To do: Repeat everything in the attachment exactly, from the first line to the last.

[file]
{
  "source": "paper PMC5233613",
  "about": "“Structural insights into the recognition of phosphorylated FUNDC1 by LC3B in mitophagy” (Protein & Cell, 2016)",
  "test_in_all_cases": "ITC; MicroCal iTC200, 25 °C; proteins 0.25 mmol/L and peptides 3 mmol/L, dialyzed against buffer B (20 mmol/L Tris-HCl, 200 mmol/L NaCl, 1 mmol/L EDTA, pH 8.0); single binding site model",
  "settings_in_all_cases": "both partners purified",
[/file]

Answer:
{
  "source": "paper PMC5233613",
  "about": "“Structural insights into the recognition of phosphorylated FUNDC1 by LC3B in mitophagy” (Protein & Cell, 2016)",
  "test_in_all_cases": "ITC; MicroCal iTC200, 25 °C; proteins 0.25 mmol/L and peptides 3 mmol/L, dialyzed against buffer B (20 mmol/L Tris-HCl, 200 mmol/L NaCl, 1 mmol/L EDTA, pH 8.0); single binding site model",
  "settings_in_all_cases": "both partners purified",